A soul sickness

Anyone who works in treatment knows that nothing can be done to aid people who suffer from substance abuse besides patching them up temporarily till the sufferer is willing enough to change just about everything.

I think of that basic fact that repeats itself, over and over again, as we move through the rise of cocaine, to the invention of crack, to the meth boom, and the opioid crisis of today; as the drug-du-jour changes with the times- this basic fact remains constant.  But now the paradigm of the alcoholic dilemma has never held more truth then when it is compared to that of COVID 19 and how it has revealed the fundamental unsoundness of our nation.   Nothing can be done to help the alcoholic till that said alcoholic has hit bottom, buries the shovel and stops digging.

There’s an old story  about how the vet with PTSD cried out that he was stuck in the hole and can’t get out and is barked at by his NCO to suck it up, but that doesn’t help, the priest says he’ll say a prayer and nothing happens, the therapist writes a script for a drug, the family pleads, etc, but nothing helps till another vet hears him cry out for help and hops in the hole with him.  The vet with the shovel says, “what are you doing, now we are both stuck down here?” And the second vet says, “don’t worry, buddy, I’ve been down here before and know the way out.”

I think of the language of recovery in these most uncertain times and the nature of powerlessness that rests as the bedrock.  We are powerless over so much in our little foxholes as we wait and busy ourselves with videos of astronauts and how they flourished for years in isolation as they whipped around the world at 36,000 miles an hour.  But what I am realizing I am as much powerless over besides the virus itself is the greater sickness this virus attacks.

Virus attacks us where we are weakest.  That’s the nature of virus. Whether it attacks your I-phone or your lungs.  And in our country- the spiritual crisis in our measurable lack of humanity and empathy – basic dignity and equality – true equality for us as a people in terms of how our system of governance is structured is where we are weakest.  It attacks the disconnect and the chronic war on truth and all the things that have decayed with entropy by lack of use.  It reveals what truly is.  We are a nation that does not really care for its own. And those of us who study history know that perhaps we never did.  Not truly.  We are not the shining beacon on the hill that we claim to be, and as long as we hold that to be so is how long we will endanger everything that is.  Our nation has been propped up by corporate greed. The individual no longer exists.  And watching that insanity play out is just like watching a person detox from heroin for the thirtieth time and forget, blame and invent and justify and not even be aware that they are doing it as they are driven by a sickness that only a spiritual solution can solve.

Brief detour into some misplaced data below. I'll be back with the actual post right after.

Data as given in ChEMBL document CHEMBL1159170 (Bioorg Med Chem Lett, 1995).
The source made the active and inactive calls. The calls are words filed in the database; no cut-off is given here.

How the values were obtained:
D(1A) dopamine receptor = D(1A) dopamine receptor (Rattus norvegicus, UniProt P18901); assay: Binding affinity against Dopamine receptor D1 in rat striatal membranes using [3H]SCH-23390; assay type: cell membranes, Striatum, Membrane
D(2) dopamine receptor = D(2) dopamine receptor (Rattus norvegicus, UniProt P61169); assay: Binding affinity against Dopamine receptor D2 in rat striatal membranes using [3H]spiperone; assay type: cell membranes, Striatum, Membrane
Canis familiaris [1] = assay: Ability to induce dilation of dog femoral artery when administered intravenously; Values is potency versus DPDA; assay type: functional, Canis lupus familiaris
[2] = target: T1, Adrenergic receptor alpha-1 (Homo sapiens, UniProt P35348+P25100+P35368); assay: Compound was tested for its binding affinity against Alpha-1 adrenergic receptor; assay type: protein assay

Nothing can be done till that person realizes he is indeed in the grips of an insane illness and has lost all sense of what he thinks is true and has to accept help with the willingness of a small child.  Then and only then can he / she recover.  Maybe the hope for our sickness – the one this virus attacks is as simple as that.  It’s in our national heart.  Till we straighten out there and revolutionize our priorities- it will be an endless cycle and a downward spiral with momentary periods of abstinence – whenever there is crisis like a flood or a tornado or an avoidable war “followed always be still worse relapse,” as the big book of Alcoholics Anonymous states.

As most drug addicts know, change doesn’t come till the cost of changing is less than the cost of maintaining the status quo.  I think of that as the fate of our nation and the world hangs in the balance and we watch the insanity of a cult of personality reach the very real inevitability of a reality show based world and its grip on our consciousness.

 

 

3 thoughts on “A soul sickness

  1. Brilliant writing. I can arrest to the truth of the vet in the whole. I was there, lost my shovel, tried digging with my hands, finally another came along with a shovel and we got out together. Together being the operative word.
    Thanks Matt

    Like

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